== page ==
5. One test of whether your chart is clear is to have a fellow student look at it. If they can quickly see the patterns in the data (rather than patterns in the graphic design) without your verbal explanation, then that is evidence that you are communicating well. But if the chart is so complex or unintuitive that the viewer needs a lengthy explanation, then the graph is not working. Try to simplify, change the data ordering, change the chart type, the scale, try a combination chart, convert variables (e.g., use percents rather than absolutes, such as percent Hispanic population), use different variables, etc.
6. Excel does make it easy to add a "trend line" to your chart. (With two variables, a trend line is essentially a regression line, and the R2 is simply the square of the correlation coefficient "r". R2 values closer to 1.0 indicate a stronger linear relationship.) However, this tool can be abused. Only add a trend line if it helps the reader understand the data patterns. Otherwise, leave it out. (And if you do include a trend line, you might make the line subtle, rather than a think black line, and perhaps make the R2 value small and discrete.)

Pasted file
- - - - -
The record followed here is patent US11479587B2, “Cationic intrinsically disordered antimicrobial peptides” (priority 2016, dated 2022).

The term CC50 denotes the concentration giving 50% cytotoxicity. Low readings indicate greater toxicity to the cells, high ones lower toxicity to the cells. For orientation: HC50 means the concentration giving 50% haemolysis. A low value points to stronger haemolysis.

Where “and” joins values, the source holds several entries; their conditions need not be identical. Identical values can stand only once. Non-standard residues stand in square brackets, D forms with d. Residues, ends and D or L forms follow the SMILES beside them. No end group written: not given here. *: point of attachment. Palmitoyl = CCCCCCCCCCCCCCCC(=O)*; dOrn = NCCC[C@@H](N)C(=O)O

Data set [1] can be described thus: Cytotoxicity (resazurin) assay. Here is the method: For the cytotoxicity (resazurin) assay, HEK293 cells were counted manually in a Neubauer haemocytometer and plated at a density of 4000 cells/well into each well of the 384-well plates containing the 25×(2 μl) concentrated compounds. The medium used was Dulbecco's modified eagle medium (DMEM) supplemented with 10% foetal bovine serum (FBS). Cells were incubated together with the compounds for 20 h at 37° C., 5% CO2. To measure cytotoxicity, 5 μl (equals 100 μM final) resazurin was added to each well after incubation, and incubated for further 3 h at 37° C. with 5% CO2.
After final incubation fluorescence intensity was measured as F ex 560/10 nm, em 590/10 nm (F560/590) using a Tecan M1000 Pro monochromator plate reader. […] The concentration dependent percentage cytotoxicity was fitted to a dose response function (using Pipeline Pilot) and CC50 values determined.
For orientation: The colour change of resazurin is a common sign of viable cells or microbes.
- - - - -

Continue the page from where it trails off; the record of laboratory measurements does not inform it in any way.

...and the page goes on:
7. Overall, show the data; have the view think the patterns in the data, not the graphic design; avoid distortion; encourage the eye to compare data; clearly label the graph. Give the viewer the greatest number of ideas, in the shortest time, with the least amount of ink, in the smallest space. (For Tufte, this means avoiding "chart junk".) A chart is not a replacement for a table; sometimes a table can communicate information in ways that a chart can't. So do recognize the limitations of charts (e.g., that it is often hard to show more than two variables), but creatively explore ways to reveal the data.
You might find that other software (e.g., SPSS) has better graphing capabilities. As an option, you may choose to create some or all of your assignment with another application. (We stress Excel on this assignment because it is the most widely available software, and most planners will end up in offices with Excel on their machines.)